The establishment of "Maharashtra Skills Development Institute" linked to the proposed National Skills Development Organization and National Knowledge Commission of Govt. of India.

  • Restructuring and upgradation of ITI (Industrial Training Institutions), DIC (District Industrial Centre) and MCED (Maharashtra Centre for Entrepreneurship Development) with focus on equipping youth with entrepreneurial and “market-relevant skills”. The state should explore public private partnership, in the proposed restructure, including need-based curriculum development for these institutions to enhance better livelihood opportunities. There has been a classic example in the ITI at Khed, where a corporate intervention has provided skilled training and development to the children thereby enabling them to be independent. This model can be replicated to generate more and more young talents.
  • Provision of appropriate stipend to youth
  • Skills and entrepreneurship development courses to be inclusive and useful for illiterate, semi-literate and differently-abled youth.
  • Youth who have successfully completed training and/or skills development course, should be formally recognized and supported in self-entrepreneurship and forming youth self-employment groups, by banking and other financial systems, to ensure credit access at affordable and reasonably low interest rates including promotion of micro finance and micro credit.
  • Creation, maintenance, regular updating and dissemination of the data base of trained youth, at district and state level for utilization by prospective employers.
  • Spread of computer education to the grass root level of the society
 

Employment:
In India, the growth of population has slightly declined from 2 percent in 1983 - 94 to 1.95 percent in 1993-2000. The employment rate has come down from 2.7 percent to 1.07 percent in the same period. The decline in the rate of growth of employment during 1990s was associated with higher growth rate in GDP, indicating a decline in labor intensity of production. The sharp decline in the employment raises the fear that economic growth in 1990s has been of jobless variety (GOI, 2003). The decline of growth of employment is also associated with declining growth of labour force. More over the number of unemployed and incidence of unemployment (unemployed as a percentage of the labour force) increased during this period. The unemployment rates are higher in urban areas than in rural areas. As against unemployment rate of 9.64 percent in 1983 in urban areas the rural unemployment rate was 7.96 percent (current daily basis). There was a significant fall in rural unemployment rate in 1993-94 to 5.61 percent, but urban unemployment was of the order of 7.19 percent. After 1993-94 the period of liberalization, the rural unemployment rate again increased to 7.21 percent while the urban unemployment increased marginally to 7.65 percent in 1999-2000. The growth rate of unemployment from 1993-2000 in rural areas is much higher (5.26 percent) than the urban areas (3.45 percent) (GOI, 2003). This shows that the rural areas are neglected in post reform period as compared to urban areas.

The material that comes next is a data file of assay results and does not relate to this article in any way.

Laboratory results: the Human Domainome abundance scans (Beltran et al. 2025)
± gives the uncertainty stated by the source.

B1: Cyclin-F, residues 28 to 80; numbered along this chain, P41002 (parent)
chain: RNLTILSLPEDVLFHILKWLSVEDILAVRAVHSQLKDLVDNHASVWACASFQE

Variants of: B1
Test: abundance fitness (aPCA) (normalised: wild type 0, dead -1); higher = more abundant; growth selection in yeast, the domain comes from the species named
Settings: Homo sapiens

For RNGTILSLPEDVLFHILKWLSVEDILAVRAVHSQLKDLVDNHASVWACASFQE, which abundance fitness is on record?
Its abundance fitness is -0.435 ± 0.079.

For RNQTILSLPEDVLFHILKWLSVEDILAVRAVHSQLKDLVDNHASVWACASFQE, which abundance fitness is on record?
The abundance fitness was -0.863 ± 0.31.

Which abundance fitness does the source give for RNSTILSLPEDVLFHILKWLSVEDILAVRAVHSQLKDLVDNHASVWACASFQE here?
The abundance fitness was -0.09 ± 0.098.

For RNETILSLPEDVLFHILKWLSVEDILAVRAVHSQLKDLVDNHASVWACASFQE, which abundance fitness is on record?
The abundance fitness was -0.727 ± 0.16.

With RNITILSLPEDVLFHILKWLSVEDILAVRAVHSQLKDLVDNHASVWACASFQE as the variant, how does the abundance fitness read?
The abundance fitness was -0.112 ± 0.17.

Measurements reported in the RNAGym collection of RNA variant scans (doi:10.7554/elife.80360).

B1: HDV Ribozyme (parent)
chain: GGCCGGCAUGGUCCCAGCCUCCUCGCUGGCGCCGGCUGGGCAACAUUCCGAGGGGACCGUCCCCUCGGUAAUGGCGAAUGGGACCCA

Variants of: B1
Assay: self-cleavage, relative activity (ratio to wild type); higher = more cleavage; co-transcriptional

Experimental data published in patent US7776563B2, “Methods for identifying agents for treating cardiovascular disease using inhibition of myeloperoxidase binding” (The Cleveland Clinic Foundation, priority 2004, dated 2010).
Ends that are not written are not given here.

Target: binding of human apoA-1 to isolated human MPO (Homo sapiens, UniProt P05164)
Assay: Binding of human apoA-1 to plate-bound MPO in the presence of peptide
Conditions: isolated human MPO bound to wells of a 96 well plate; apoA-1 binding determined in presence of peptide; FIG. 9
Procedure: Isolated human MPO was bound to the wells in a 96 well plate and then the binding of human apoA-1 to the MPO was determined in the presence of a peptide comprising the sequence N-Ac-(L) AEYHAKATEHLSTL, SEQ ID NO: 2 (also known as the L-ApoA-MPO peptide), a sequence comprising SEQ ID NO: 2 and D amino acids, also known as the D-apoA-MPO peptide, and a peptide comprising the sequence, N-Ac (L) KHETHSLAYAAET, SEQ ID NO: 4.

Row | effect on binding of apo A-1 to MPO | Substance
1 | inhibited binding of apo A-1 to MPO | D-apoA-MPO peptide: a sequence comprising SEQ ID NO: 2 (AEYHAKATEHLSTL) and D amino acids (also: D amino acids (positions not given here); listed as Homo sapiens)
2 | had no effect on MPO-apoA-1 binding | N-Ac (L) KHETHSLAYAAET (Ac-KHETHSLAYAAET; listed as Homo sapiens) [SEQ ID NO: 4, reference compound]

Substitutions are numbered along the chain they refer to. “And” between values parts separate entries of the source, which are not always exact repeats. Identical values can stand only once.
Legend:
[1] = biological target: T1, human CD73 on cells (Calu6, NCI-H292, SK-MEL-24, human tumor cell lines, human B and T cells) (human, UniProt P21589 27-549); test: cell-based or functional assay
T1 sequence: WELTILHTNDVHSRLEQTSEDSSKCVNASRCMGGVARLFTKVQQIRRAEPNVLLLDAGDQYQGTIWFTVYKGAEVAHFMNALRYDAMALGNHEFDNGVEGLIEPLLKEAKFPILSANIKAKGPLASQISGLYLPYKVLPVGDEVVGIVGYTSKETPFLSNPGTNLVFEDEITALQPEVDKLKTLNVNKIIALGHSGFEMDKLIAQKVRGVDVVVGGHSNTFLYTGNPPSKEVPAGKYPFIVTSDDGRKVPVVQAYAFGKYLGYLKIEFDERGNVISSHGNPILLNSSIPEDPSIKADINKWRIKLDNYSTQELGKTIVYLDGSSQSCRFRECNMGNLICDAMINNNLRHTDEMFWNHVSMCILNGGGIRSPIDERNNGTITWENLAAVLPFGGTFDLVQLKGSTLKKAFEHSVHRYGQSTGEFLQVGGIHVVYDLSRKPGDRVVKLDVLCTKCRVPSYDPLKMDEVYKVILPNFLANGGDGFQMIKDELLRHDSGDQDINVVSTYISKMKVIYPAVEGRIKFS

As we all know that employment is one of the major concerns facing the youth of today, being unemployed leaves the youth with a tendency to divert or take to anti-social activities.

Some suggestions that we can work towards are:

  • Develop a 5-year, “Maharashtra State Youth Livelihood Action Plan”, to be reviewed and evaluated every five years for efficiency and effectiveness of execution.
  • State should consider establishment of a special task force for the proposed plan. State should also explore involvement of social and private sector in the proposed plan.